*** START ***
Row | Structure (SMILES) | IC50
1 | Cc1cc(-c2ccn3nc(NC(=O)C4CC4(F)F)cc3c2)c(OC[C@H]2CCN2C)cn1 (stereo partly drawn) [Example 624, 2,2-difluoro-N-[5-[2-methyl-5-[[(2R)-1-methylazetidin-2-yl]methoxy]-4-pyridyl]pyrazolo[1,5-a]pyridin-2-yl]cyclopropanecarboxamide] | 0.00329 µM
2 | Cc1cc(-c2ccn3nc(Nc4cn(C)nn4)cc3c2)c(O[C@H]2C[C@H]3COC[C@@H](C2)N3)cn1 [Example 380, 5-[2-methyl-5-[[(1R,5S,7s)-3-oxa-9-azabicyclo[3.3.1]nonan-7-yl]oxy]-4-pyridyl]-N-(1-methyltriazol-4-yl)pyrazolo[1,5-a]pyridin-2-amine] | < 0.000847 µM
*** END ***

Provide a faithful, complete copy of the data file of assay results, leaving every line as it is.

Row | Structure (SMILES) | IC50
1 | Cc1cc(-c2ccn3nc(NC(=O)C4CC4(F)F)cc3c2)c(OC[C@H]2CCN2C)cn1 (stereo partly drawn) [Example 624, 2,2-difluoro-N-[5-[2-methyl-5-[[(2R)-1-methylazetidin-2-yl]methoxy]-4-pyridyl]pyrazolo[1,5-a]pyridin-2-yl]cyclopropanecarboxamide] | 0.00329 µM
2 | Cc1cc(-c2ccn3nc(Nc4cn(C)nn4)cc3c2)c(O[C@H]2C[C@H]3COC[C@@H](C2)N3)cn1 [Example 380, 5-[2-methyl-5-[[(1R,5S,7s)-3-oxa-9-azabicyclo[3.3.1]nonan-7-yl]oxy]-4-pyridyl]-N-(1-methyltriazol-4-yl)pyrazolo[1,5-a]pyridin-2-amine] | < 0.000847 µM